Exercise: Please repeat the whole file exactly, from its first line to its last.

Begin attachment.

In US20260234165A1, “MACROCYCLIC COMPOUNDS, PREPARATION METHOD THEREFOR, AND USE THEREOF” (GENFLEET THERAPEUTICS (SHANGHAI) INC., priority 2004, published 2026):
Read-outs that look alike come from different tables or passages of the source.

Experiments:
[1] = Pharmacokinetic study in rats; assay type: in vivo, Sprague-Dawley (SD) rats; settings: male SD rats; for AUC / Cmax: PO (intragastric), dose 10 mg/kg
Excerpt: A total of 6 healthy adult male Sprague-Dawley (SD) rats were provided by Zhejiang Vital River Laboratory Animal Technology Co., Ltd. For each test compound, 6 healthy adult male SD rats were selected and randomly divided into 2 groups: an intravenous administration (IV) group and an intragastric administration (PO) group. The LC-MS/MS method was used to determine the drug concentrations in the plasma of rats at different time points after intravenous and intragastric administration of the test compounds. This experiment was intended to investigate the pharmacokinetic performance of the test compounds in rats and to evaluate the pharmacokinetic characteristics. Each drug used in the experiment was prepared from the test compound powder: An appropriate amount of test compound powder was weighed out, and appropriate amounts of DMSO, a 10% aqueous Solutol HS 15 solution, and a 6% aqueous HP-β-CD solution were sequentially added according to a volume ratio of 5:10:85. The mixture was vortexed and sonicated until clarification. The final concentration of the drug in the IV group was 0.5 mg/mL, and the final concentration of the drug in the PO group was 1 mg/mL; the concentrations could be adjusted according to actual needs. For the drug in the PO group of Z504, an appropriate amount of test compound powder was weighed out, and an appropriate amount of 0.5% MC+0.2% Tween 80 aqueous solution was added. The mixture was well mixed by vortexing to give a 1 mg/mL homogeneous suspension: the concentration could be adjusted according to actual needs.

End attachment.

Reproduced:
In US20260234165A1, “MACROCYCLIC COMPOUNDS, PREPARATION METHOD THEREFOR, AND USE THEREOF” (GENFLEET THERAPEUTICS (SHANGHAI) INC., priority 2004, published 2026):
Read-outs that look alike come from different tables or passages of the source.

Experiments:
[1] = Pharmacokinetic study in rats; assay type: in vivo, Sprague-Dawley (SD) rats; settings: male SD rats; for AUC / Cmax: PO (intragastric), dose 10 mg/kg
Excerpt: A total of 6 healthy adult male Sprague-Dawley (SD) rats were provided by Zhejiang Vital River Laboratory Animal Technology Co., Ltd. For each test compound, 6 healthy adult male SD rats were selected and randomly divided into 2 groups: an intravenous administration (IV) group and an intragastric administration (PO) group. The LC-MS/MS method was used to determine the drug concentrations in the plasma of rats at different time points after intravenous and intragastric administration of the test compounds. This experiment was intended to investigate the pharmacokinetic performance of the test compounds in rats and to evaluate the pharmacokinetic characteristics. Each drug used in the experiment was prepared from the test compound powder: An appropriate amount of test compound powder was weighed out, and appropriate amounts of DMSO, a 10% aqueous Solutol HS 15 solution, and a 6% aqueous HP-β-CD solution were sequentially added according to a volume ratio of 5:10:85. The mixture was vortexed and sonicated until clarification. The final concentration of the drug in the IV group was 0.5 mg/mL, and the final concentration of the drug in the PO group was 1 mg/mL; the concentrations could be adjusted according to actual needs. For the drug in the PO group of Z504, an appropriate amount of test compound powder was weighed out, and an appropriate amount of 0.5% MC+0.2% Tween 80 aqueous solution was added. The mixture was well mixed by vortexing to give a 1 mg/mL homogeneous suspension: the concentration could be adjusted according to actual needs.